FWIW I can get my mill head trammed so that I don't have any measurable out of tram, and I still get the shading that you show. I can't actually measure any ridges or feel anything, but there is still a visible marking.
 

Rickwjenn

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I built a tramming gauge last weekend and have 0.008" of either 1) table tilted UP along Y axis or head sagging DOWN along Y AXIS.

Any recommendations? Turning gib screws does nothing. Seems like shimming table is next step....
 

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Winegrower

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#10
This is what I like about a Bridgeport...so adjustable, and so solid. Mine just stays in tram until I intentionally put it out.
 

TomS

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I built a tramming gauge last weekend and have 0.008" of either 1) table tilted UP along Y axis or head sagging DOWN along Y AXIS.

Any recommendations? Turning gib screws does nothing. Seems like shimming table is next step....
I think you meant shim the column not the table. .008" is quite a bit out. Shimming the column will get you where you want to be. It can be tedious but is worth the effort. Then using Rollie's Dad's Method as described on the Hoss Machine website you can check spindle perpendicularity.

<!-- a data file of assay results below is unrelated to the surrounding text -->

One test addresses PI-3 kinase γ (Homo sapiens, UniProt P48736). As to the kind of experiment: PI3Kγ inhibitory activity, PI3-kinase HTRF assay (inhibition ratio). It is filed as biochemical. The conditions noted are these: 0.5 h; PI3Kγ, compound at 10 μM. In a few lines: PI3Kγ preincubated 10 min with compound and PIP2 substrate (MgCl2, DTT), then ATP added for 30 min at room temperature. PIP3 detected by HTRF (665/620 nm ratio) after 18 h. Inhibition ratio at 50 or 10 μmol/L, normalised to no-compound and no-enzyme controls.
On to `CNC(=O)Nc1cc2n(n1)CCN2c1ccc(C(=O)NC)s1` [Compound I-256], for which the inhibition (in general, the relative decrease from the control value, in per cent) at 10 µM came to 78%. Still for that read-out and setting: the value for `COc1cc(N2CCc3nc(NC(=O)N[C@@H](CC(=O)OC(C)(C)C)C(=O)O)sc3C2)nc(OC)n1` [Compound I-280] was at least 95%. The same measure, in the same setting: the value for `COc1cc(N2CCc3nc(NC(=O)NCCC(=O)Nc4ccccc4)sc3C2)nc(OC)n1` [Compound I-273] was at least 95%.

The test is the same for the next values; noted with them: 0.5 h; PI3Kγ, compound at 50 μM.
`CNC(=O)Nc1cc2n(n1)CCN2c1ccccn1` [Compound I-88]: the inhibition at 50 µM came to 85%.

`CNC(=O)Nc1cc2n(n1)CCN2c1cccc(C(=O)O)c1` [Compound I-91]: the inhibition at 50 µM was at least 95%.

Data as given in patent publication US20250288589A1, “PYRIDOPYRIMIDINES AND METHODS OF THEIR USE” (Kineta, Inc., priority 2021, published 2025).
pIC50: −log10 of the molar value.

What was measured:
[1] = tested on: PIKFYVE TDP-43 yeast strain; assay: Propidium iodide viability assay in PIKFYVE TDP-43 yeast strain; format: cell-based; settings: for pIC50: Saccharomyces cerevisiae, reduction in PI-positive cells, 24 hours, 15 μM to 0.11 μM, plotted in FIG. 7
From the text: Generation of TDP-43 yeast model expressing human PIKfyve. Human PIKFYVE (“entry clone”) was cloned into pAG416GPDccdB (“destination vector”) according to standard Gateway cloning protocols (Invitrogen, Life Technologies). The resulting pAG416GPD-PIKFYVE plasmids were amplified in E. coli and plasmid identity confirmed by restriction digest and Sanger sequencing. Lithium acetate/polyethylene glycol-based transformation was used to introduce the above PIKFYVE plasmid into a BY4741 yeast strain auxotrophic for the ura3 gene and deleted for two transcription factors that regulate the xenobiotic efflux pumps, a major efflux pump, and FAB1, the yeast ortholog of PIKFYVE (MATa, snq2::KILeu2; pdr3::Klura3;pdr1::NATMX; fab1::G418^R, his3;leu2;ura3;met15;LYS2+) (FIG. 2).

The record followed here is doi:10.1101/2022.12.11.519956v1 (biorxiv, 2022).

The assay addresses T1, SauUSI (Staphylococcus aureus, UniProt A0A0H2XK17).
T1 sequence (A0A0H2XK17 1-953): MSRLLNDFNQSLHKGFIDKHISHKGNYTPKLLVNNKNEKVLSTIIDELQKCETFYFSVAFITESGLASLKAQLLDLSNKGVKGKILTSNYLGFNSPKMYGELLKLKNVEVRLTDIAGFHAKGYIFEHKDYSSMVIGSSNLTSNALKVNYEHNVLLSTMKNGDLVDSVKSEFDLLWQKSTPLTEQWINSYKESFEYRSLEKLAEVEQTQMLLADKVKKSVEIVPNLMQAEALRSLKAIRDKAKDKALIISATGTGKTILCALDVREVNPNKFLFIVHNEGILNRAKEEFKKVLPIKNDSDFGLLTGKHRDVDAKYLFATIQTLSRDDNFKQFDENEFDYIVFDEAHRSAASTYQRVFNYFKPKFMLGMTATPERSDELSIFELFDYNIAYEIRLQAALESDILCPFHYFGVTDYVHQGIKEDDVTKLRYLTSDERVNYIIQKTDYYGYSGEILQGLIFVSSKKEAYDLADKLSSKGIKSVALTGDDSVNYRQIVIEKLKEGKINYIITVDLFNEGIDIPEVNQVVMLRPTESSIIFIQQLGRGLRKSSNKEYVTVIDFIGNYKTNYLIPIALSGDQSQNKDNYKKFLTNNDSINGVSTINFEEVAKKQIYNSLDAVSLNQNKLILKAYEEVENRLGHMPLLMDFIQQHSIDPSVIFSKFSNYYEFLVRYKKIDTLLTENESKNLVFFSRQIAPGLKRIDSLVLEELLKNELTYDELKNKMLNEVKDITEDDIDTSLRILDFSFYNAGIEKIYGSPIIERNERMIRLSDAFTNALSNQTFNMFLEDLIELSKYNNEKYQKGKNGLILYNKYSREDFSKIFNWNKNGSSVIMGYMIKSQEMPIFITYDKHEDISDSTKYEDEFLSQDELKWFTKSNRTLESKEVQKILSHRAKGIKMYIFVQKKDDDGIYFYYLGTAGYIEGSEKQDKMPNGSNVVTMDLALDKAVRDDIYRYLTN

Rickwjenn

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This is what I like about a Bridgeport...so adjustable, and so solid. Mine just stays in tram until I intentionally put it out.
Thanks -will think about buying bridgeport next time.
 

Rickwjenn

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I think you meant shim the column not the table. .008" is quite a bit out. Shimming the column will get you where you want to be. It can be tedious but is worth the effort. Then using Rollie's Dad's Method as described on the Hoss Machine website you can check spindle perpendicularity.

TomS

Thanks for the clarification. Makes complete sense - shim the column. Will go look at that Saturday. Appreciate any other tips. Thanks.
 

TomS

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#14
Here's the link to the Hoss Machine video that I referenced above.
 

BaronJ

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#15
Hi Guys,

I made a head tramming gauge quite some time ago, very much like yours.
I like you found that my new, at that time, mill had several thou of nod which required a little shimming in order to correct it. I really ought to have taken the column right off and scraped it since it wasn't actually flat requiring a couple of thou more shim on one side than the other.

This is mine !
Tramming_tool-3.JPG
Notice that the two gauges are slightly different. They are both equally accurate, but I did replace them with a matched pair of tenths indicators. I also made the bar at the bottom only long enough to go across the table.

Incidentally, try measuring across the table and traversing it from one end to the other ! You might get a surprise ! :eek 2: